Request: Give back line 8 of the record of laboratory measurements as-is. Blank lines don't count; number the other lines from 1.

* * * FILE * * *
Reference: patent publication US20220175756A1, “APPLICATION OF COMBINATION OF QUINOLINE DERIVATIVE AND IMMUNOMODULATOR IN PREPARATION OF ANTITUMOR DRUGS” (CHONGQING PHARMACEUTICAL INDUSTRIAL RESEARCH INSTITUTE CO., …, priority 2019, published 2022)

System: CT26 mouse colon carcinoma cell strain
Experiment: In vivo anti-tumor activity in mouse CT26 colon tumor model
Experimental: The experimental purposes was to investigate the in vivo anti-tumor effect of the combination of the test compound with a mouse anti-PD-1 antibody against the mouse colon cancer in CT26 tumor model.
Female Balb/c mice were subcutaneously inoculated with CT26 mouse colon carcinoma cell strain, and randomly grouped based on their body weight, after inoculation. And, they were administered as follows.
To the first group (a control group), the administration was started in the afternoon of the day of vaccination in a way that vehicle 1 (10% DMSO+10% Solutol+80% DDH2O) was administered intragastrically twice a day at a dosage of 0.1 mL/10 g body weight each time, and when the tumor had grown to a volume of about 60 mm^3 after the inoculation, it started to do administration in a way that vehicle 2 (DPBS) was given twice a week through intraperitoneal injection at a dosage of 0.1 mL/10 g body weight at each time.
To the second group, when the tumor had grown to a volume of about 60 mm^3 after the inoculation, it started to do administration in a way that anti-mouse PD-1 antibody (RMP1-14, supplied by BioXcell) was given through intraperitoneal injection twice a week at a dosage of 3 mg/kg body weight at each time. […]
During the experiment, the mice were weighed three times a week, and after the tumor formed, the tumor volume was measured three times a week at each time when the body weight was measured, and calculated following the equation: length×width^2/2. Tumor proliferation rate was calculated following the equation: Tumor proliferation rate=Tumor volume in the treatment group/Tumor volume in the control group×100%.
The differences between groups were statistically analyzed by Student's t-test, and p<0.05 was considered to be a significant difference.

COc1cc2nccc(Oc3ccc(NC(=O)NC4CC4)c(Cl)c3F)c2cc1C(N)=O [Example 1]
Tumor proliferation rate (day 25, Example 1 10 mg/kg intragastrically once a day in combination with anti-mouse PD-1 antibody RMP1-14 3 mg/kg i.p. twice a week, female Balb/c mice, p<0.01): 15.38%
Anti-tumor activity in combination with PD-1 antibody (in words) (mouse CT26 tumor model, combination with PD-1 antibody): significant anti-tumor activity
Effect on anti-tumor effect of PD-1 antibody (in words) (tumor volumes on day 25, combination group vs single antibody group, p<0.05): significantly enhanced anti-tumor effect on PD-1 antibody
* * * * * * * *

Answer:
During the experiment, the mice were weighed three times a week, and after the tumor formed, the tumor volume was measured three times a week at each time when the body weight was measured, and calculated following the equation: length×width^2/2. Tumor proliferation rate was calculated following the equation: Tumor proliferation rate=Tumor volume in the treatment group/Tumor volume in the control group×100%.